Books: Rumaan Alam’s and motherhood, Michael Ondaatje’s latest, Samantha Irby’s revealing essays and more in books

Books Editor

Welcome to the books newsletter! I’m the L.A. Times books editor, Carolyn Kellogg, and this is what’s going on in books this week.


I can’t think of a better person to write about Rumaan Alam’s new novel, “That Kind of Mother,” than critic at large Rebecca Carroll. Alam, who is Bangladeshi American, is raising two black sons with his white husband; interracial adoption partially inspired his novel. Carroll, herself an adoptee, incisively looks at the many dimensions of the characters —particularly the mother’s blindness to privilege — that Alam sets up to tell this multifacted story.

Author Rumaan Alam of ‘That Kind of Mother,’ Photo Credit: David A. Land
Rumaan Alam’s new novel is “That Kind of Mother.”
(David A. Land )


Best known for his novel “The English Patient,” set in the waning days of World War II, Michael Ondaatje has returned to that conflict and its effect on one family in his new novel, “Warlight.” Two teens are left behind in England when their parents depart for Sinagpore, and years later the son tries to piece it all together. “Each layer of this unusual family’s history arrives via flickers of memory,” writes Bethanne Patrick in our review.

Portraits At 2013 Incontri di Civilta’
Michael Ondaatje’s new novel is “Warlight.”
(Barbara Zanon / Getty Images )



The No. 1 fiction book on our bestseller list this week is “Circe” by Madeline Miller, now in its second week on the list. The novel retells the story of the goddess from the Odyssey with a new, feminist slant. “What would this epic story look like if it were based upon a woman’s life?” Miller asked when she talked to The Times last month.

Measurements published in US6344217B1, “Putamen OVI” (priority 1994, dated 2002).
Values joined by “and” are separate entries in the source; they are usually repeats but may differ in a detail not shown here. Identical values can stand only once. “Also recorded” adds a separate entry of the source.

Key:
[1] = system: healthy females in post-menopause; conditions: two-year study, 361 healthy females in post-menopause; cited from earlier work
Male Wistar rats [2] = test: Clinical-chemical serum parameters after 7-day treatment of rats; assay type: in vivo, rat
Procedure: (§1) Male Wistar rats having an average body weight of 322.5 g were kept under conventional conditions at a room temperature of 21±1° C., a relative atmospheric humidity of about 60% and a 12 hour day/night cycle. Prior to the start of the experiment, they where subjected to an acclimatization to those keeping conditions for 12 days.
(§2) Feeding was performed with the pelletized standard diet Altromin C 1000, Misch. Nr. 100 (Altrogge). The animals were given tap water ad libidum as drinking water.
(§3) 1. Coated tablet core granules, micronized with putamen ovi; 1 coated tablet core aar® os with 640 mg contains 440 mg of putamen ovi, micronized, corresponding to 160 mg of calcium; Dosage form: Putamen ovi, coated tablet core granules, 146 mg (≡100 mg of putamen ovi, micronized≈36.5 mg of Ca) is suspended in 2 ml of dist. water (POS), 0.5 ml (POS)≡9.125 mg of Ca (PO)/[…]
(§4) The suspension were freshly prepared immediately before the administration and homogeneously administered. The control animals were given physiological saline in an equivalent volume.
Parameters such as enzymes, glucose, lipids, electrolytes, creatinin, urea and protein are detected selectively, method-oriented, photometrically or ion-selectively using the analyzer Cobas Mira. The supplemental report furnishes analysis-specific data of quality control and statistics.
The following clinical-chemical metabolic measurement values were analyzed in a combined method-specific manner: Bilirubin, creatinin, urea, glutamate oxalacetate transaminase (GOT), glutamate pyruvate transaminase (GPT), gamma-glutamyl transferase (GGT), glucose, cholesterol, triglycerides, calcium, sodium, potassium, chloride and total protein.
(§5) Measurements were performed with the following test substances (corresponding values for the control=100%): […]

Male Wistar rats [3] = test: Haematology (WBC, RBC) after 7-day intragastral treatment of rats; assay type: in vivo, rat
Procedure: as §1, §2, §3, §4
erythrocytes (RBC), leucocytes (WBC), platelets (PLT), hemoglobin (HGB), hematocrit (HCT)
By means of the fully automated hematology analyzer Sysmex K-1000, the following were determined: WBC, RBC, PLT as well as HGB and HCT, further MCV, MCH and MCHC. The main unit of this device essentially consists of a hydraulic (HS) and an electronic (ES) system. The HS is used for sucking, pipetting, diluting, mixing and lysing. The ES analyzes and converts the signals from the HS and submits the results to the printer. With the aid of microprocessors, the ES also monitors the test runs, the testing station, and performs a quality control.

Holding steady at No. 1 on our nonfiction bestseller list is “A Higher Loyalty” by James Comey for the second week. Comey’s tale of his years at the FBI, which ended when he was dismissed by President Trump in May 2017, have been flying off shelves, selling more than 600,000 copies nationwide in its first week.

You can find all the books on our bestseller lists here.

The Telegraph Hay Festival 2012
Madeline Miller’s novel “Circe” is the No. 1 LA Times fiction bestseller this week.
(David Levenson / Getty Images )


The Nobel Prize in Literature will not be awarded this year, the Swedish Academy announced Friday, due to a sexual harassment scandal that has thrown its committee into chaos.

And acclaimed writer Junot Díaz, who won a Pulitzer Prize for his novel “The Brief Wondrous Life of Oscar Wao” and was one of the most popular authors at the Festival of Books in April, has been accused of sexual misconduct by Zinzi Clemmons, a novelist whom The Times wrote about in 2017. Clemmons wrote on Twitter, “I was an unknown wide-eyed 26 yo, and he used it as an opportunity to corner and forcibly kiss me. I’m far from the only one he’s done this 2, I refuse to be silent anymore.” In response, in a statement issued by his agent, Diaz said, “I take responsibility for my past.”

The Locus Awards finalists were announced; they include N.K. Jemisin, George Saunders and Times critic at large John Scalzi — for not one but two prizes.


Samantha Irby is frank and funny, and she sat down in real life to talk about “We Are Never Meeting in Real Life” and “Meaty,” her two essay collections, with The Times’ Jessica Roy.

An author photo of Samantha Irby for her book “We Are Never Meeting in Real Life.” Credit: Eva Blue
Samantha Irby’s essay collections are “We Are Never Meeting in Real Life” and “Meaty.”
(Eva Blue )

Thanks for reading!


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